People like it when City lose and, back home, the defeat to Norwich is still a punchline. The schadenfreude has evidently tweaked Pep Guardiola, too, and he was irritated enough to call back to the media’s heckling of him during his first season. A little strange; it has been more than three years.

But that just underlines how important this was. To get off to a good start in the Champions League, of course, because that’s always useful, but also to change the conversation. With that in mind, this was precisely the right moment for City to effortlessly dominate a side on their own pitch and remind everyone of their power.

And what a terrific performance from Fernandinho. Yes, Guardiola can afford to be a bit experimental with his centre-backs, but don’t underestimate the challenge of occupying an unfamiliar position at this level of the game.

 

Valencia
Our early winners. despite the chaos.

 

Erling Haaland
How much fun was that to watch? Haaland had scored three hat-tricks in the Austrian Bundesliga already this season, but for most of us this was a first glimpse. He’s a spectacle, in the true, ‘who the f**k is that?’ sense? By all accounts he possesses a slightly alternative personality away from the game (Google the story about the Champions League anthem) and he seems very off-beat in front of the press. On the pitch, though, he plays like a PG monster from a child’s nightmare.

He shouldn’t be able to move like that. Does that make sense? He’s too big, he’s too square and he has that ever-so-slightly crouched posture when runs which makes it looks like he’s swimming. So: a vast body with disproportionate limbs and a big, friendly looking face. If he was chasing you, you’d definitely run away.

Soon, he’ll take up residence in the gossip columns. He’ll be seized by the have-a-go analysts and lavished by the kind of hyperbole that will make it impossible for him to surprise us ever again. For now, though, he’s just a big, goofy teenager doing amazing things at the summit of the game.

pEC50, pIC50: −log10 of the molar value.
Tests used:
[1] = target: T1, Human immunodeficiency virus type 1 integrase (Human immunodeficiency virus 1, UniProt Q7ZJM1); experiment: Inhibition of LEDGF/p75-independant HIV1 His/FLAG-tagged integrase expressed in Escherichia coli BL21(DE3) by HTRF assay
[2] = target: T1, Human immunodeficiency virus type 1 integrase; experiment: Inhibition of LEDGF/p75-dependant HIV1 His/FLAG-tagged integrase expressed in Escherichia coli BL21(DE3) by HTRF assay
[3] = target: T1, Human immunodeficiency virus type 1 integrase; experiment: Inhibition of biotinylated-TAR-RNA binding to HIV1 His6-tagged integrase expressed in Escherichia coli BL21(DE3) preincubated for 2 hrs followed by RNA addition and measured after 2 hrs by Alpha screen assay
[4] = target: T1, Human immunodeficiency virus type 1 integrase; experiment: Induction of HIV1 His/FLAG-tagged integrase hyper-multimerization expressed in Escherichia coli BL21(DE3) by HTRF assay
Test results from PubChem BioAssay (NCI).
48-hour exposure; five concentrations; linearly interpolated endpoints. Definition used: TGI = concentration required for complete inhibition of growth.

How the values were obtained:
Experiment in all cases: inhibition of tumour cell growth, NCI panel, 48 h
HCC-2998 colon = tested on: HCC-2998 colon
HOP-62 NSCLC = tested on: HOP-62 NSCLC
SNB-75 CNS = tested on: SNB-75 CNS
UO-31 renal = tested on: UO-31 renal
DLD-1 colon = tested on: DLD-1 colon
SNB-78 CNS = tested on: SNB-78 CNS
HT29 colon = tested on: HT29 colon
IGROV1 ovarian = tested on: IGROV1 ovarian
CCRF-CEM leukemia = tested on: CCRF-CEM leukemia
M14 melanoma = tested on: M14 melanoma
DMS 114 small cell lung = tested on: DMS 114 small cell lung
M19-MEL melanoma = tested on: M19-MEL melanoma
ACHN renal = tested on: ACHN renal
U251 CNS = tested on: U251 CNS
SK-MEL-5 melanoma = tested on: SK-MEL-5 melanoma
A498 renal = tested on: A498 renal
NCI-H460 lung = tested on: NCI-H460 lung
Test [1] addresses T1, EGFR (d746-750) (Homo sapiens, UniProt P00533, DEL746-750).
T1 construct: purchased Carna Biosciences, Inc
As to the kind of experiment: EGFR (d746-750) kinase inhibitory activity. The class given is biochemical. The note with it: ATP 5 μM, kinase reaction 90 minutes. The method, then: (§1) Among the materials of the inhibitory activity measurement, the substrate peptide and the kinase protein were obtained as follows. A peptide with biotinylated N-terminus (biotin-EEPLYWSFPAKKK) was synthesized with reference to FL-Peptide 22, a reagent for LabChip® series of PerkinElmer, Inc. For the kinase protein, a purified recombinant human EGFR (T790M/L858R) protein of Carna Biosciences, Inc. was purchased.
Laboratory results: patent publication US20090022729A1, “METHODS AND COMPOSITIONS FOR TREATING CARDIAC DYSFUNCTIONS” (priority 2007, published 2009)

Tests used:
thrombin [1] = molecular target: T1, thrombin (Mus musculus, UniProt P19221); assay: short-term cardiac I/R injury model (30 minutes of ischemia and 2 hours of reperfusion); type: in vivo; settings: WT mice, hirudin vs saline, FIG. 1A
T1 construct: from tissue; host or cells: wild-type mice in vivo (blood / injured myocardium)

And he also looks like he could eat Roy Keane for breakfast, which his dad probably doesn’t hate.

 

Jesse Marsch
The only shame of Haaland’s hat-trick was that it overshadowed his manager’s own accomplishment. On Tuesday night, Jesse Marsch became the first American to coach a team in the Champions League. By half-time, after a staggering 45 minutes and with a 5-1 lead, he knew he was about to become the first American to win in the Champions League too.

It’s quite a story. Five years ago, Marsch was coaching at Princeton University, and even then just as an assistant. He did spend three years in charge of the New York Red Bulls and, obviously, has benefited from the club’s network and pathways, but this has still been jet-powered rise. And a challenge, too. When he was appointed by Salzburg, the home fans hung a banner behind one of the goals in protest. A couple of months later, his team have won their first seven league games of the season, a division record, and currently boast a goal-difference of +28.